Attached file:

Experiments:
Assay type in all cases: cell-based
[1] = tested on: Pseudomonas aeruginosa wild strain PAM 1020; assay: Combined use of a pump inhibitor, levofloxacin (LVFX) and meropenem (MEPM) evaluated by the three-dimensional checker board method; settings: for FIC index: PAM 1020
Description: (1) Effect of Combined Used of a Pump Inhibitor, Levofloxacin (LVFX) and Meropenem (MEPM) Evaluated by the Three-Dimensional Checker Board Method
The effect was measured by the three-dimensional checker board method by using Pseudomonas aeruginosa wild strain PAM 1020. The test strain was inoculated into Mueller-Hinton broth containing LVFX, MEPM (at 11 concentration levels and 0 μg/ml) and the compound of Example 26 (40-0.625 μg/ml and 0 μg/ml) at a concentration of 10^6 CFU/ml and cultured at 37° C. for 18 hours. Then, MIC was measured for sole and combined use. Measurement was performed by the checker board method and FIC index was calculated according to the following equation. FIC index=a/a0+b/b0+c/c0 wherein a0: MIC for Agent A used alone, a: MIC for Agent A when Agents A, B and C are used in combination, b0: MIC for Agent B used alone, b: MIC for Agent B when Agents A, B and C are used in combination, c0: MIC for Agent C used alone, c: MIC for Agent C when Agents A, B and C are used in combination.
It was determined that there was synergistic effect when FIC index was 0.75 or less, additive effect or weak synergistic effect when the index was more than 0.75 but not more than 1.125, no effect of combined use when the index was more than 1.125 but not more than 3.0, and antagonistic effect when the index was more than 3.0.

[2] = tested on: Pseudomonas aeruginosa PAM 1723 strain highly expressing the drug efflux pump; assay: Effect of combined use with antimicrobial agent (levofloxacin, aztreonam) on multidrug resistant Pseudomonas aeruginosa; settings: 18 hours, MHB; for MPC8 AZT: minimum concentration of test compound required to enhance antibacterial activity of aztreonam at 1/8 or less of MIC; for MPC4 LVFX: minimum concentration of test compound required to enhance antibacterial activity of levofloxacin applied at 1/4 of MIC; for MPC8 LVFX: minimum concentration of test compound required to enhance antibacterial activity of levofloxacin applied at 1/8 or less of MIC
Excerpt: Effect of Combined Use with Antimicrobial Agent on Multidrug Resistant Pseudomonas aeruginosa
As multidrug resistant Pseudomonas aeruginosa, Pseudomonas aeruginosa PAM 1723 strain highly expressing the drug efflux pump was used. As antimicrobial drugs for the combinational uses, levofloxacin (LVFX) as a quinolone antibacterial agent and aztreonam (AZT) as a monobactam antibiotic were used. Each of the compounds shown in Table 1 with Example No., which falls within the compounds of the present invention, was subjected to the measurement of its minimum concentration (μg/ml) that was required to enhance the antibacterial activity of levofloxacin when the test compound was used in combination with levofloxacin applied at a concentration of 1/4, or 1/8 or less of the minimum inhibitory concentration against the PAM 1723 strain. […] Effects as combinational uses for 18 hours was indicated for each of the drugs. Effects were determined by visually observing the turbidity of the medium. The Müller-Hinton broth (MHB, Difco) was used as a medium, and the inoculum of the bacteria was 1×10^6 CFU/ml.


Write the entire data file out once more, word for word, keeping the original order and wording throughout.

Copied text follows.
Experiments:
Assay type in all cases: cell-based
[1] = tested on: Pseudomonas aeruginosa wild strain PAM 1020; assay: Combined use of a pump inhibitor, levofloxacin (LVFX) and meropenem (MEPM) evaluated by the three-dimensional checker board method; settings: for FIC index: PAM 1020
Description: (1) Effect of Combined Used of a Pump Inhibitor, Levofloxacin (LVFX) and Meropenem (MEPM) Evaluated by the Three-Dimensional Checker Board Method
The effect was measured by the three-dimensional checker board method by using Pseudomonas aeruginosa wild strain PAM 1020. The test strain was inoculated into Mueller-Hinton broth containing LVFX, MEPM (at 11 concentration levels and 0 μg/ml) and the compound of Example 26 (40-0.625 μg/ml and 0 μg/ml) at a concentration of 10^6 CFU/ml and cultured at 37° C. for 18 hours. Then, MIC was measured for sole and combined use. Measurement was performed by the checker board method and FIC index was calculated according to the following equation. FIC index=a/a0+b/b0+c/c0 wherein a0: MIC for Agent A used alone, a: MIC for Agent A when Agents A, B and C are used in combination, b0: MIC for Agent B used alone, b: MIC for Agent B when Agents A, B and C are used in combination, c0: MIC for Agent C used alone, c: MIC for Agent C when Agents A, B and C are used in combination.
It was determined that there was synergistic effect when FIC index was 0.75 or less, additive effect or weak synergistic effect when the index was more than 0.75 but not more than 1.125, no effect of combined use when the index was more than 1.125 but not more than 3.0, and antagonistic effect when the index was more than 3.0.

[2] = tested on: Pseudomonas aeruginosa PAM 1723 strain highly expressing the drug efflux pump; assay: Effect of combined use with antimicrobial agent (levofloxacin, aztreonam) on multidrug resistant Pseudomonas aeruginosa; settings: 18 hours, MHB; for MPC8 AZT: minimum concentration of test compound required to enhance antibacterial activity of aztreonam at 1/8 or less of MIC; for MPC4 LVFX: minimum concentration of test compound required to enhance antibacterial activity of levofloxacin applied at 1/4 of MIC; for MPC8 LVFX: minimum concentration of test compound required to enhance antibacterial activity of levofloxacin applied at 1/8 or less of MIC
Excerpt: Effect of Combined Use with Antimicrobial Agent on Multidrug Resistant Pseudomonas aeruginosa
As multidrug resistant Pseudomonas aeruginosa, Pseudomonas aeruginosa PAM 1723 strain highly expressing the drug efflux pump was used. As antimicrobial drugs for the combinational uses, levofloxacin (LVFX) as a quinolone antibacterial agent and aztreonam (AZT) as a monobactam antibiotic were used. Each of the compounds shown in Table 1 with Example No., which falls within the compounds of the present invention, was subjected to the measurement of its minimum concentration (μg/ml) that was required to enhance the antibacterial activity of levofloxacin when the test compound was used in combination with levofloxacin applied at a concentration of 1/4, or 1/8 or less of the minimum inhibitory concentration against the PAM 1723 strain. […] Effects as combinational uses for 18 hours was indicated for each of the drugs. Effects were determined by visually observing the turbidity of the medium. The Müller-Hinton broth (MHB, Difco) was used as a medium, and the inoculum of the bacteria was 1×10^6 CFU/ml.